This conclusion is inescapable: that some nefarious undertaking is the only explanation for such obvious misrepresentations.
And in yet another article (repeated in full below) we find George F. Will writing in MSNBC/Newsweek on
“Inconvenient Kyoto Truths
Was life better when a sheet of ice a mile thick covered Chicago? Was it worse when Greenland was so warm that Vikings farmed there?”
The essence of Will’s point is
Climate Cassandras say the facts are clear and the case is closed. (Sen. Barbara Boxer: “We’re not going to take a lot of time debating this anymore.”) The consensus catechism about global warming has six tenets: 1. Global warming is happening. 2. It is our (humanity’s, but especially America’s) fault. 3. It will continue unless we mend our ways. 4. If it continues we are in grave danger. 5. We know how to slow or even reverse the warming. 6. The benefits from doing that will far exceed the costs.Only the first tenet is clearly true, and only in the sense that the Earth warmed about 0.7 degrees Celsius in the 20th century. We do not know the extent to which human activity caused this.
He points out that John Kerry, Barbara Boxer and Barack Obama among others are flogging this whipping horse. What is their agenda?
I wish more of these writers would document the scientific sources, for and against, the global warming causation theories. (update Feb 2009 — there has recently been a large group of scientists clearly speak out against the notion that there is anything near a consensus on any “warming” theory — I need to find reference to that)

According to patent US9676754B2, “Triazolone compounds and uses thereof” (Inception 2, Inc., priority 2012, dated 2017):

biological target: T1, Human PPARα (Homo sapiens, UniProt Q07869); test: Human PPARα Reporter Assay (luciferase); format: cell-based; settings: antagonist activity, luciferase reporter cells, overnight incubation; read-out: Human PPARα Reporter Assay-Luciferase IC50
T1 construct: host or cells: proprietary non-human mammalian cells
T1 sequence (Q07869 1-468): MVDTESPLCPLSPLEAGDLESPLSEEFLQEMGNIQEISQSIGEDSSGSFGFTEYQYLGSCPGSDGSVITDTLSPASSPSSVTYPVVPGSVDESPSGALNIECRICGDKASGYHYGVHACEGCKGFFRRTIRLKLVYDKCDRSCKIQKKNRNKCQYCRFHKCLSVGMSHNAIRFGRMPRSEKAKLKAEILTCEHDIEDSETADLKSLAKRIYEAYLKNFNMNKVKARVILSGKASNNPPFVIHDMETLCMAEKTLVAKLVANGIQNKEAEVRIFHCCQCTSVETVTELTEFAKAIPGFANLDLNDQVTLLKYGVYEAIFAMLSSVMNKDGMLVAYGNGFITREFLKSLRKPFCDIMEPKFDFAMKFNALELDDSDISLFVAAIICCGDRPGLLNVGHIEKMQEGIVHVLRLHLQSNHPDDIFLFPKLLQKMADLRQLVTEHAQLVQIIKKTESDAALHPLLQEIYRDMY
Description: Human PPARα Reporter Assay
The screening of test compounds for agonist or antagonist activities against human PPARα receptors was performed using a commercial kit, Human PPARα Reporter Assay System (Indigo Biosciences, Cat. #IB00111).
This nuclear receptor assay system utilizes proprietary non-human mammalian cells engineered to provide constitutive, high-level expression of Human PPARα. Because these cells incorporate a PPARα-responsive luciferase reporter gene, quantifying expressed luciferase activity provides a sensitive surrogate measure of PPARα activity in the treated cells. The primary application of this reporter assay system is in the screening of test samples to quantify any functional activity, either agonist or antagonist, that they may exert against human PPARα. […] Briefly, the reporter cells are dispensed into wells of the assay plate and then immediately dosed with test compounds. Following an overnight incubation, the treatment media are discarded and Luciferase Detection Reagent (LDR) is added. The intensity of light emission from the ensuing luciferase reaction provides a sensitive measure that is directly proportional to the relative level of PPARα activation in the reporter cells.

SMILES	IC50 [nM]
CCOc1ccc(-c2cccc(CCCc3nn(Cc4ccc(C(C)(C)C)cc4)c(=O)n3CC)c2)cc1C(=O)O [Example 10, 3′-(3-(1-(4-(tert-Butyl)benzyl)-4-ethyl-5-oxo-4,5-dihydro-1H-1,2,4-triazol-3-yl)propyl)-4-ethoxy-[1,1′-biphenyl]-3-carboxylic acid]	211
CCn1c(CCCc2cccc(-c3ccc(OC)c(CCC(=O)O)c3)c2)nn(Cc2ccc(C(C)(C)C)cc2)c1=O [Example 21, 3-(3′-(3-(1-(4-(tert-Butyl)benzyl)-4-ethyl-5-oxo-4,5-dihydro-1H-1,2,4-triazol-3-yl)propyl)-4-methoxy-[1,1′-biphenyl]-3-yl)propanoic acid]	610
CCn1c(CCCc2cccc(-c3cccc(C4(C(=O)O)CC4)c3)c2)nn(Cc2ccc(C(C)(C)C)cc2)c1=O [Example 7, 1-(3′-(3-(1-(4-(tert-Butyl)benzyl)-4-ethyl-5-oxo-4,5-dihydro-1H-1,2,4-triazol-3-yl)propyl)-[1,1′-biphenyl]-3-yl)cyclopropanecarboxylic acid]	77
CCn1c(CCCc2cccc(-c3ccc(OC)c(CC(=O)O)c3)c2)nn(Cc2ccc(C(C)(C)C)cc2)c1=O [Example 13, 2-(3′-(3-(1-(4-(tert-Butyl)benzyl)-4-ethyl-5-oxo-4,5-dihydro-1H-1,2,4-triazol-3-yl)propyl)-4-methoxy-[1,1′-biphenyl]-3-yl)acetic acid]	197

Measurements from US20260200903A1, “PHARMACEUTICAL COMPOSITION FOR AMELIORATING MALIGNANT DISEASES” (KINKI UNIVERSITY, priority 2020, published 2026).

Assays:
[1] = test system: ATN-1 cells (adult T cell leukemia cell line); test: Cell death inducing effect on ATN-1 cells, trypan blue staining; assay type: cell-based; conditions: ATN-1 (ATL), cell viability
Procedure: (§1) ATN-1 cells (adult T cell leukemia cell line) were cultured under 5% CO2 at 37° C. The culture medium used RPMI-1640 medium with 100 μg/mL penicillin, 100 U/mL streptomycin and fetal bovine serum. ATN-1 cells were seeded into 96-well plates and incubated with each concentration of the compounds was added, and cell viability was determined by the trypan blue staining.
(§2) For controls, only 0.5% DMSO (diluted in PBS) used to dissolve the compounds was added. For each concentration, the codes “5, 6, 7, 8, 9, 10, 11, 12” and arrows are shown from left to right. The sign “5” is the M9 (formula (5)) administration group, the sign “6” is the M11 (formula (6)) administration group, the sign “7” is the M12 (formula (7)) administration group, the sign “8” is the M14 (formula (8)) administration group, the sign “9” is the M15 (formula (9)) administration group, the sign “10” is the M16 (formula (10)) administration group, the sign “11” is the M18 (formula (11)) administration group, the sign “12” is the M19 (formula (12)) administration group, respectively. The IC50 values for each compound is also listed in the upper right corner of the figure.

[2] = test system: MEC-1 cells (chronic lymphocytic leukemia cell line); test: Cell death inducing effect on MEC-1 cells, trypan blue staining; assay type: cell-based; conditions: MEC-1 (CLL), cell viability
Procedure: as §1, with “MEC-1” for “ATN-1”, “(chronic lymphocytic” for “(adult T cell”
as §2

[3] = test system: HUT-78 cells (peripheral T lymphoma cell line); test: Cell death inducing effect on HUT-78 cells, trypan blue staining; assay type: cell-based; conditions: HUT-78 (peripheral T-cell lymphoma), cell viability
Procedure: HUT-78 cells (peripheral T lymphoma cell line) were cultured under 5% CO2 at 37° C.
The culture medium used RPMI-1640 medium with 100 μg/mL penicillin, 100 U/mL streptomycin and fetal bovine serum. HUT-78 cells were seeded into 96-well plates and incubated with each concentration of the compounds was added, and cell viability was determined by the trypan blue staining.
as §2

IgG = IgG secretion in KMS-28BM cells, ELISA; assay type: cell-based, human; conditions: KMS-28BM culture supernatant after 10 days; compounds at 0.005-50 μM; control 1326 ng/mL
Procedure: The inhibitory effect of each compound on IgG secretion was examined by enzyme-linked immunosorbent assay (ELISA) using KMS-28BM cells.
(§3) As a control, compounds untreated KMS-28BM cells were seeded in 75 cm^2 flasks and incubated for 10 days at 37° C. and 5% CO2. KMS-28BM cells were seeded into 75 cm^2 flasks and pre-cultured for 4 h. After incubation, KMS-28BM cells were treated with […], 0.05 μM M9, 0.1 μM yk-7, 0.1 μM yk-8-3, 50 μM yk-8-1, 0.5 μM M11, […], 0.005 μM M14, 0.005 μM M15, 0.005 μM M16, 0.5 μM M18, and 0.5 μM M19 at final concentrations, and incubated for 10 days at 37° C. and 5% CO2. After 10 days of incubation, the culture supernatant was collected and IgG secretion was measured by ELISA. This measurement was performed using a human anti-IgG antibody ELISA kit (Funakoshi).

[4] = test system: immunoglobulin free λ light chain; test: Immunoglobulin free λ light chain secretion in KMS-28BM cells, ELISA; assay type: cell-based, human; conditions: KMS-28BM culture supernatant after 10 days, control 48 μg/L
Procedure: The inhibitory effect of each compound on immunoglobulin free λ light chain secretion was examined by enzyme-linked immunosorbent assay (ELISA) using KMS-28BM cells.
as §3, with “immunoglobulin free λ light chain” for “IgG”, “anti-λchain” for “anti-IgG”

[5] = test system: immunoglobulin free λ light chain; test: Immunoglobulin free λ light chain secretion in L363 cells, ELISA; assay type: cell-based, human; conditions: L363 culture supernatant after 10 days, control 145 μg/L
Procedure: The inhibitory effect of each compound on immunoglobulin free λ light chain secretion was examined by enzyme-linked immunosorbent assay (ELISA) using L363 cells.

Will: Inconvenient Kyoto Truths
Was life better when a sheet of ice a mile thick covered Chicago? Was it worse when Greenland was so warm that Vikings farmed there?
Feb. 12, 2007 issue – Enough already. It is time to call some bluffs. John Kerry says that one reason America has become an “international pariah” is President Bush’s decision to “walk away from global warming.” Kerry’s accusation is opaque, but it implies the usual complaint that Bush is insufficiently enthusiastic about the Kyoto Protocol’s binding caps on emissions of greenhouse gases. Many senators and other experts in climate science say we must “do something” about global warming. Barack Obama says “the world” is watching to see “what action we take.”